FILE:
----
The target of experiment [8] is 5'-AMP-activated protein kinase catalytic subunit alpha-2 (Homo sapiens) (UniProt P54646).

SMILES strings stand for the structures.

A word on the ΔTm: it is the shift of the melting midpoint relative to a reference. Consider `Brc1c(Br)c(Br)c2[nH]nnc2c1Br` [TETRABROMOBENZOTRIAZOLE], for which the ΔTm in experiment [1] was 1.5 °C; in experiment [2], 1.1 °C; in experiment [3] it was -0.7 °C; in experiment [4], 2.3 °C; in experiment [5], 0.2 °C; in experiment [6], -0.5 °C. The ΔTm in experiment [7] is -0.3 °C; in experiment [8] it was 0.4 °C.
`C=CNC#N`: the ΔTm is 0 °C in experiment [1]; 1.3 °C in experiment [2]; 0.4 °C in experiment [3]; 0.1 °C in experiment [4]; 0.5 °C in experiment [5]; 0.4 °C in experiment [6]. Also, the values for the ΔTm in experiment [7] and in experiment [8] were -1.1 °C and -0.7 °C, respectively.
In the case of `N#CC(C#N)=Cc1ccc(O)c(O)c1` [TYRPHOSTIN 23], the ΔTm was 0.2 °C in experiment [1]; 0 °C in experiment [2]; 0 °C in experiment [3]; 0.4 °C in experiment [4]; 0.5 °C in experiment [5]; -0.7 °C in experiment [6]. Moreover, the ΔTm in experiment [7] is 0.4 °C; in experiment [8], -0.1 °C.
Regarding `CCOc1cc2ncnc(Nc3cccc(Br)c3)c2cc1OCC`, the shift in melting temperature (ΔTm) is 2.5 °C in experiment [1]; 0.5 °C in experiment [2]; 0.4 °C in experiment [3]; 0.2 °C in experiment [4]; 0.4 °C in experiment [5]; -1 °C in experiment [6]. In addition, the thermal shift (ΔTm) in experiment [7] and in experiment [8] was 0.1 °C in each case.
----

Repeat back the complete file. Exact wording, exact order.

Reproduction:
The target of experiment [8] is 5'-AMP-activated protein kinase catalytic subunit alpha-2 (Homo sapiens) (UniProt P54646).

SMILES strings stand for the structures.

A word on the ΔTm: it is the shift of the melting midpoint relative to a reference. Consider `Brc1c(Br)c(Br)c2[nH]nnc2c1Br` [TETRABROMOBENZOTRIAZOLE], for which the ΔTm in experiment [1] was 1.5 °C; in experiment [2], 1.1 °C; in experiment [3] it was -0.7 °C; in experiment [4], 2.3 °C; in experiment [5], 0.2 °C; in experiment [6], -0.5 °C. The ΔTm in experiment [7] is -0.3 °C; in experiment [8] it was 0.4 °C.
`C=CNC#N`: the ΔTm is 0 °C in experiment [1]; 1.3 °C in experiment [2]; 0.4 °C in experiment [3]; 0.1 °C in experiment [4]; 0.5 °C in experiment [5]; 0.4 °C in experiment [6]. Also, the values for the ΔTm in experiment [7] and in experiment [8] were -1.1 °C and -0.7 °C, respectively.
In the case of `N#CC(C#N)=Cc1ccc(O)c(O)c1` [TYRPHOSTIN 23], the ΔTm was 0.2 °C in experiment [1]; 0 °C in experiment [2]; 0 °C in experiment [3]; 0.4 °C in experiment [4]; 0.5 °C in experiment [5]; -0.7 °C in experiment [6]. Moreover, the ΔTm in experiment [7] is 0.4 °C; in experiment [8], -0.1 °C.
Regarding `CCOc1cc2ncnc(Nc3cccc(Br)c3)c2cc1OCC`, the shift in melting temperature (ΔTm) is 2.5 °C in experiment [1]; 0.5 °C in experiment [2]; 0.4 °C in experiment [3]; 0.2 °C in experiment [4]; 0.4 °C in experiment [5]; -1 °C in experiment [6]. In addition, the thermal shift (ΔTm) in experiment [7] and in experiment [8] was 0.1 °C in each case.